Flow dynamics over a high, unvegetated, and steep scarp slope that fronts a severely eroded relict transgressive dunefield were investigated at Salmon Hole (also known as Post Office Rock), a small headland-bay beach located near Beachport, south east South Australia. The ~15-metre-high steep dune at Salmon Hole provided the opportunity to conduct a wind flow experiment on a larger, higher and longer stoss slope than previously studied. The scarp slope is comprised of segments of varying slope that have a significant impact on flow dynamics over the dune. Percentage speed up and a decrease in turbulence were recorded up the stoss slope due to streamline convergence and flow compression. However, flow expansion at a change in gradient on the upper stoss slope caused a significant drop in wind speed and an increase in turbulence, contrary to what has previously been found in the literature where maximum percentage speed up is primarily recorded at the crest. Topographic steering typically seen in wind flow over scarps and foredunes was observed at Salmon Hole along with flow separation and the formation of a reversing vortex on the lee slope. This study also demonstrates how a lack of sediment delivery back to the beach and thence to the dune between storm events results in the inability for dune recovery or translation. However, the Salmon Hole study shows that blowouts can still develop and grow through dune cannibalization regardless of the lack of sediment supply from the beach and the recession of the shoreline.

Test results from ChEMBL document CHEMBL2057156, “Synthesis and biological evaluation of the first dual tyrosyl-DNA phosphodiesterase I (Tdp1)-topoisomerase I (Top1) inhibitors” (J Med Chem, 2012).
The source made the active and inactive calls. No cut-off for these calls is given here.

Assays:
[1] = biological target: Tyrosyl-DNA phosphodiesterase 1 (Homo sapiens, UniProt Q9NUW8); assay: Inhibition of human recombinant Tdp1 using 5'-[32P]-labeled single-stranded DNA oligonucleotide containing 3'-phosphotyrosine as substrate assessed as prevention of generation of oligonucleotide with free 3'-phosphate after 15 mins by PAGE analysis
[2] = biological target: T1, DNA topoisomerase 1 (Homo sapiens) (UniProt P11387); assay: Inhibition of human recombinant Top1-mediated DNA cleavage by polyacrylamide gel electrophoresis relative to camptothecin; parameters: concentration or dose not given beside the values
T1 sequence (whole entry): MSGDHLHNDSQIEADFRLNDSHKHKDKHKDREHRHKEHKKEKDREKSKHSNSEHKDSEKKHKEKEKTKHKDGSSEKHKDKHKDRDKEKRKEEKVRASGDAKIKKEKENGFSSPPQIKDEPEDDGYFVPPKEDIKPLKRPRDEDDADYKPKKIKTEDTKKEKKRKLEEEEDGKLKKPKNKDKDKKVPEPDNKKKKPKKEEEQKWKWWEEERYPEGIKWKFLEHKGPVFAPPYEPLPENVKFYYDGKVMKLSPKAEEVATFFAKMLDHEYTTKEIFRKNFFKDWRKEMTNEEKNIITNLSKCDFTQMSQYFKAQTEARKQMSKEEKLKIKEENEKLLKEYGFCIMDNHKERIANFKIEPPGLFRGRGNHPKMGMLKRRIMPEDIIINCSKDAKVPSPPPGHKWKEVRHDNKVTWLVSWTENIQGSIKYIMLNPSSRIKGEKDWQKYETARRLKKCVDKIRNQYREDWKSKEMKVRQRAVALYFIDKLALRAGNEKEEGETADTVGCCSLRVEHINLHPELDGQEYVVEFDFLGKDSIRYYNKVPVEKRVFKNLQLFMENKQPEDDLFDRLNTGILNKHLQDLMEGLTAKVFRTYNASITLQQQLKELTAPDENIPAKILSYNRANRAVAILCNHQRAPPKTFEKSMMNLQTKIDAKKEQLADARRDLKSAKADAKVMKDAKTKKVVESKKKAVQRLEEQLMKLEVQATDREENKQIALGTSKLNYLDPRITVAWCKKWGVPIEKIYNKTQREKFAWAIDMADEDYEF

|Number of pages||17|
|Publication status||Published - 1 Apr 2022|
- Dune slope